Archive for the ‘AMPAS History’ Category

In Memoriam…

Monday, February 23rd, 2009




Just a few of the stars who passed away last year that were not mentioned in last evenings Academy Award ceremony.


Lest we forget…


Ann Savage

ANN SAVAGE (1921-2008)


Eartha Kitt

EARTHA KITT (1927-2008)


Sam Bottoms

SAM BOTTOMS (1955-2008)



Robert Prosky

ROBERT PROSKY (1930-2008)


Beverly Garland



Irving Brecher

IRVING BRECHER (1914-2008)


Yma Sumac

YMA SUMAC (1922-2008)


Edie Adams

 EDIE ADAMS (1927-2008)


Anita Page

ANITA PAGE (1910 – 2008)


Fred Crane

FRED CRANE (1918-2008)



ESTELLE GETTY (1923-2008)


George Carlin

GEORGE CARLIN (1937-2008)


Harvey Korman

HARVEY KORMAN (1927-2008)




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The First Oscar…

Tuesday, February 17th, 2009


Emil Jannings’ Oscar


Emil Jannings and his Oscar


By Allan R. Ellenberger

Emil Jannings, one of Germany’s most favorite actors, was Swiss-born and was raised in Germany as a child. An undisciplined student, his first ambition was to be an actor, however a close friend who was in the Navy, convinced him to run away and go to sea. He eventually returned and tried to obey his parents wishes to be an engineer but soon ran off again and joined a theatrical road company. This time he was returned home by the police, but his father thought a good dose of theatrical hardship would cure him of his dramatic ideas and allowed him to continue with his pursuit.

For several years he traveled with one company or another eventually becoming a stock member at Bremen and Leipzig. For some time Jannings was with the Darmstadt Royal Theatre in Berlin, where he played in Shakespeare, Ibsen, Strindberg and Goethe plays. There he made the acquaintance of Robert Wiene, who would later become the producer of Caligari. He soon played in a series of one-reelers in which one of the directors was a young Ernst Lubitsch 

Emil Jannings in The Last Laugh

Emil Jannings in The Last Laugh (1924)

In F.W. Murnau’s, The Last Laugh (1924), in which Jannings plays an old man who sees his world fall about him, he caused critics to rave about him. After his success in Faust (1926), again with Murnau, he came to the United States for Paramount and appeared in The Way of All Flesh (1927), The Street of Sin (1928), The Last Command (1928), The Patriot (1928) and Sins of the Father (1928).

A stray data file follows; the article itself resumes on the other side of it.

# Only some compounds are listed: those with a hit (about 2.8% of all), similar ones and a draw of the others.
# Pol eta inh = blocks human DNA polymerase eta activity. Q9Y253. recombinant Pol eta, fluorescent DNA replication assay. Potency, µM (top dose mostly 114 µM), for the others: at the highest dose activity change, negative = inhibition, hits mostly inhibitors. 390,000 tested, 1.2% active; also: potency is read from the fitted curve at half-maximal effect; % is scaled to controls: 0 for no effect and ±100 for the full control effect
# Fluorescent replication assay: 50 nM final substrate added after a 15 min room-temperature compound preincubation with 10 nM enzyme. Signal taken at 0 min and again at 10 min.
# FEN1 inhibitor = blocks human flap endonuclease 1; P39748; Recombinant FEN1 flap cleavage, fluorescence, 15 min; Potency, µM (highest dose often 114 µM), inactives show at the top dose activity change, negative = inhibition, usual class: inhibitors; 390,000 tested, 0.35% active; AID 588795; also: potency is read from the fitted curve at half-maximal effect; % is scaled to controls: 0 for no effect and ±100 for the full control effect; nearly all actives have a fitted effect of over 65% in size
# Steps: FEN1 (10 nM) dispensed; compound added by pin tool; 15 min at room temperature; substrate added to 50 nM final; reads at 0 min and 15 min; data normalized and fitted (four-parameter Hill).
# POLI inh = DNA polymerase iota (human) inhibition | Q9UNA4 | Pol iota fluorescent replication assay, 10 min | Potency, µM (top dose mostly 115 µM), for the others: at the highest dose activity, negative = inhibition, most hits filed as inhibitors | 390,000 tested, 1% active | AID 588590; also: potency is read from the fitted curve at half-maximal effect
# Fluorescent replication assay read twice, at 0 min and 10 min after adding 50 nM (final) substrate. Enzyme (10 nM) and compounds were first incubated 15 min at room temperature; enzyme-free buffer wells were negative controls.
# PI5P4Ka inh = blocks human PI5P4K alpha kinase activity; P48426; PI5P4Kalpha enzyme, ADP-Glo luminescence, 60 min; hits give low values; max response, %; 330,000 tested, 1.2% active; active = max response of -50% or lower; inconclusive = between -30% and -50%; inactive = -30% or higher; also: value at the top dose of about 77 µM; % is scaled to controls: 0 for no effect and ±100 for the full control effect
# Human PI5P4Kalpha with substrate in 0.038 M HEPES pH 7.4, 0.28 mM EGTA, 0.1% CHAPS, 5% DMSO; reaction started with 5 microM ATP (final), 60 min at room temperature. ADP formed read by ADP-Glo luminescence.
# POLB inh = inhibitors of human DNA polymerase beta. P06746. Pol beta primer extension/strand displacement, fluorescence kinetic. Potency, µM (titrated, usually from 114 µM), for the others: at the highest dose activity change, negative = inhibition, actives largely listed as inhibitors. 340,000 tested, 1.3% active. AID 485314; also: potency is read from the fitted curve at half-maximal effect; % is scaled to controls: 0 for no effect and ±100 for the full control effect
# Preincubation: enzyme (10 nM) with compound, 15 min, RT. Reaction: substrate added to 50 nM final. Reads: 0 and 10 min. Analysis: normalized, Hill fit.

In 1929, the first year of the Academy Awards, Jannings won a Best Actor award for his performances in the The Way of All Flesh (1927), in which he played an embittered family man, and The Last Command (1928), in which he was an exiled Russian general reduced to playing bit parts in war films.

The first Academy Awards ceremony was held on May 16, 1929. However, at that time talking pictures had arrived and Jannings became one of that group of foreign actors who, because of their accent, was suddenly forced to abandon his career in the United States.

 Emil Jannings' Oscar

 The first Academy Award (kori.bustard/Flickr)

Since the actor was returning to Germany on April 27 – before the banquet was to be held in the Blossom Room of the Roosevelt Hotel – he asked the Academy if he could receive his gold statuette early. The fledgling organization agreed, making his the very first Academy Award ever presented.

The remainder of Jannings film work was done in Germany. During World War II, it became apparent that Jannings had become a favorite of the Nazi government, particularly since he was one of a handful of people entrusted by Propaganda Minister Joseph Goebbels with running that phase of the film industry most closely dominated by the Hitler regime. After the war he was not seen on the screen again.  

Emil Jannnings' Oscar

 Emil Jannings’ Academy Award at the Berlin Film Museum (Jacob.Theo/Flickr)

Emil Jannings died at his home in Strobl, Austria from liver cancer complicated by pneumonia on January 3, 1950. He was buried at Saint Wolfgang Friedhof Cemetery. The very first Academy Award won by Jannings is currently on display at the Berlin Film Museum.



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First Academy Award Ceremony…

Saturday, February 7th, 2009


Film-merit trophies awarded


Douglas Fairbanks and Janet Gaynor Oscar presentation

Academy of Motion Picture Arts and Sciences president, Douglas Fairbanks, presents award of merit to Janet Gaynor for her performances in Seventh Heaven, Sunrise and The Street Angel.


Recognition bestowed for notable achievements


Los Angeles Times
May 17, 1929


Before a large gathering of motion picture celebrities, Janet Gaynor and other notables last night received statuettes of bronze and gold for outstanding achievement in different branches of the industry. The trophies were awarded at the merit banquet held simultaneously with the celebration of the second anniversary of the of the organization of the Academy of Motion Picture Arts and Sciences.


The program of the evening was opened by Douglas Fairbanks who gave the chairmanship over to  William C. De Mille. Fifteen first and twenty honorable mention awards were presented following a program which started at 7 p.m. with an unusual showing of sound and talking pictures.



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